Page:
Ruben Unzueta, a 2005 graduate of McClatchy High School, believes he has found his niche in life.
Since his childhood, he has been drawn to the art of making things with wood. And this longtime interest has led to his currently growing recognition as a builder of canoes and kayaks.
One of Unzueta’s earlier memories in his life was the time when his father – also named Ruben Unzueta – told him to stay away from some wood in his family’s garage.
But the younger Ruben Unzueta, as he explained, ignored this parental order.
“I would just see wood and I would want to carve it,” said Unzueta, who turned 25 in February. “I remember when I was 8 years old, my dad was cutting some wood and he left it in the garage and there was a chisel there. And he said, ‘Don’t chisel the wood, because you’re going to cut yourself.’ For some reason, I just gravitated to the wood and the chisel and I started messing with it and I cut myself. But even though I cut myself, I just couldn’t stay away.”
Fast forwarding to today, it is not uncommon for Unzueta to be driving down a Sacramento street and suddenly pull over to pick up some wood that catches his attention.
After picking up such random pieces of wood, Unzueta brings them to his home to store for one of his future projects.
Fortunately for Unzueta, he has the ability to recognize, as well as locate materials for his boat-building projects that do not take away from his limited funds as a young person who is paying for college out of his own pocket.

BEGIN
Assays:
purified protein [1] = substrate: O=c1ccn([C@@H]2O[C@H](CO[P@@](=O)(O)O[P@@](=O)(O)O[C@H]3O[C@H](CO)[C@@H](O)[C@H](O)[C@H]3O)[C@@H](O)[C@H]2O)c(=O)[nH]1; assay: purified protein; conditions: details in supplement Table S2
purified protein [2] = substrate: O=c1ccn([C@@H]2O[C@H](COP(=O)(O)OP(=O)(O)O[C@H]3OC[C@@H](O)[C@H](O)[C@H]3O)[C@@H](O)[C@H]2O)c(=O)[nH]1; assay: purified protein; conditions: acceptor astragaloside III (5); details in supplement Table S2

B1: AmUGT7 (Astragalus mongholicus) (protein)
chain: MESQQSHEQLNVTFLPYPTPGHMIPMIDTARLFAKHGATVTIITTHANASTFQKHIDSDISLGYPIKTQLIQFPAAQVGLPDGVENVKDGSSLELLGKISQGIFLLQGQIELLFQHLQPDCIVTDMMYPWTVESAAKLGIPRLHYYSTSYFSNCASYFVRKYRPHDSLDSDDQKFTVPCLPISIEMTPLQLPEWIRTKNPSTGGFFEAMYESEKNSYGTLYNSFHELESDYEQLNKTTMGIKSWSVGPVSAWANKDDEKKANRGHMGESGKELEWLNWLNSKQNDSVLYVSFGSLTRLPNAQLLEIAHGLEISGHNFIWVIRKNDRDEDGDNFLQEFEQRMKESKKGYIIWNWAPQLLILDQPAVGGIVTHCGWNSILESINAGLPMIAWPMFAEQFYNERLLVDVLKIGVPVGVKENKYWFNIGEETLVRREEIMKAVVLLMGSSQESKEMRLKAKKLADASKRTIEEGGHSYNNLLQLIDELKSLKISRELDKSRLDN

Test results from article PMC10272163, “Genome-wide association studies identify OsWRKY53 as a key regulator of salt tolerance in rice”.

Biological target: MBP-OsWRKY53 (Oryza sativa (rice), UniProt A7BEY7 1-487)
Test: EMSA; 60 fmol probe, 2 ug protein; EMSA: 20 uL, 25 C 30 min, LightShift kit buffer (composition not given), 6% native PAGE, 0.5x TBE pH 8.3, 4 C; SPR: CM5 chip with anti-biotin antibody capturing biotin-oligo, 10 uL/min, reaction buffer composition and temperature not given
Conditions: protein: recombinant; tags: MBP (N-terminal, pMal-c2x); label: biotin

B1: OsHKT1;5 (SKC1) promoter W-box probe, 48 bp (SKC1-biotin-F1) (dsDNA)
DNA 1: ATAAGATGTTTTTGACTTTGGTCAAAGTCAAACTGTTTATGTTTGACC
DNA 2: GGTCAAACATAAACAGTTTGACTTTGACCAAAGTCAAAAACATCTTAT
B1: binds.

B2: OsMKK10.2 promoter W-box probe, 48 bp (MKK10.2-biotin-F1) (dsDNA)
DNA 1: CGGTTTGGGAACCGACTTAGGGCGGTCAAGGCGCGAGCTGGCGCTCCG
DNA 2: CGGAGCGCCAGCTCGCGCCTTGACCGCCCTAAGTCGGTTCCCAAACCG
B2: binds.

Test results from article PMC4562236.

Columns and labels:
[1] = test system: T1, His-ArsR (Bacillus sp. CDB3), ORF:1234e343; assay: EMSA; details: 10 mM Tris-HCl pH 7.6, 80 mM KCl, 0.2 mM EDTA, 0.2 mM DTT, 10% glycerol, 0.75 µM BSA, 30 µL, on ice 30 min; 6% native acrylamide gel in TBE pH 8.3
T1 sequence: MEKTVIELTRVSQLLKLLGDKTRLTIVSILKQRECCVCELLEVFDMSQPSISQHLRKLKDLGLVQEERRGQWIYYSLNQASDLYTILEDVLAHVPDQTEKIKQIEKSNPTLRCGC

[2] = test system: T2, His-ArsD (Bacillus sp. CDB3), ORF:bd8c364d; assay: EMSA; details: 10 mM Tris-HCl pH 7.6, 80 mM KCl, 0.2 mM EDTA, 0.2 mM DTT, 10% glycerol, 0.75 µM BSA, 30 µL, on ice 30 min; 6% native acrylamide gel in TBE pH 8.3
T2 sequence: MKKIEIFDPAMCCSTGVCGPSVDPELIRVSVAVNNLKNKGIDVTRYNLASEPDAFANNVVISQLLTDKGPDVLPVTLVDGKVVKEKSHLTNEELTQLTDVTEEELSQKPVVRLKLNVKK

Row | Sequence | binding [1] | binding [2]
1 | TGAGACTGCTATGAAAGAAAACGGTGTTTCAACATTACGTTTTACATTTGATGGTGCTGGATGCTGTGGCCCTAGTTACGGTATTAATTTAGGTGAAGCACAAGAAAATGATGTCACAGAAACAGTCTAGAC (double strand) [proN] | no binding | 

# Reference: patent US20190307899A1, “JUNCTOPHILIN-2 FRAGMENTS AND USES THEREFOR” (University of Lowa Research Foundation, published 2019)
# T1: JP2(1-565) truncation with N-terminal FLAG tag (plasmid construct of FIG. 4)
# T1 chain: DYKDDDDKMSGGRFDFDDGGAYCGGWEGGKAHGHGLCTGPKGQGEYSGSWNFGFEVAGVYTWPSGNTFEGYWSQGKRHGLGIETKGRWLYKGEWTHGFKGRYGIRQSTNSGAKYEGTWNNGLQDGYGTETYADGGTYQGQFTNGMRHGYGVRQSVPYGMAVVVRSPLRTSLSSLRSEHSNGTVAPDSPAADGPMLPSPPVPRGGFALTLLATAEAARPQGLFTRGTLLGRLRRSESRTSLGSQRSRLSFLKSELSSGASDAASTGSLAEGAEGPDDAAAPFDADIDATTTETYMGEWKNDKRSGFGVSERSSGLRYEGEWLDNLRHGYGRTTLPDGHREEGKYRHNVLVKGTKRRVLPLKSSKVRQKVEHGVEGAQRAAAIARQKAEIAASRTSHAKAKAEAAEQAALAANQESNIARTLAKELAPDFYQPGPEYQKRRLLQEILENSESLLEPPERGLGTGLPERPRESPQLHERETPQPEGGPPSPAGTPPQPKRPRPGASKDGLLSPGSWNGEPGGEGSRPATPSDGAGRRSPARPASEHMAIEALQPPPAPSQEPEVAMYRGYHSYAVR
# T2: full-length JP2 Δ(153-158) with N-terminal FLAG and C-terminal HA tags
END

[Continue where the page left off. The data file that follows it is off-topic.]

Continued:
Unzueta explained that in addition to large pieces of wood, his boat building projects also require small pieces of wood.
“With the kayaks, I’m using actual branches and twigs,” Unzueta said. “I’ll just go down Freeport (Boulevard) to the river and there are overgrown trees and bushes down there and I’ll just cut the branches I need to make the ribs for the boat.”
And sometimes one can also be a little lucky, as was the case with Unzueta, who is also using some leftover wood from a project that was performed by a man who was working for his father.
Overall, Unzueta prefers using fresh wood that can be found for free around Sacramento. And for him, acquiring such wood is much more than just a means to save money on materials.
Much of the wood for Unzueta’s projects needs to have moisture, so that the wood can be more easily bent. Lumber available at a lumber mill has been dried to the point that it has lost much of its ability to bend.
Boat building, Unzueta explained, is a skill that requires much time and patience.
“Shaping and bending the wood, that’s what really takes a lot of patience and time,” Unzueta said. “If I go too fast, I’ll break the wood. If I go too slow, (the wood) won’t form the way I want it to. I’ve really got to measure how I’m doing it. It’s really a skill sort of thing. You’ve just got to be one with the wood.”
A confident builder
While Unzueta has gained confidence as a boat builder, he has also shortened the amount of time it takes him to build these watercrafts. He can presently build a canoe in two weeks.
In addition to wood, materials used in the making of Unzueta’s boats include canvas and homemade nets.
Unzueta said that he hand ties these small nets, which he connects to inner parts of the boats to be conveniently used as places to set miscellaneous items.
The nets are very special to Unzueta, since he was taught how to make the nets from his grandmother, Rosa Muniz.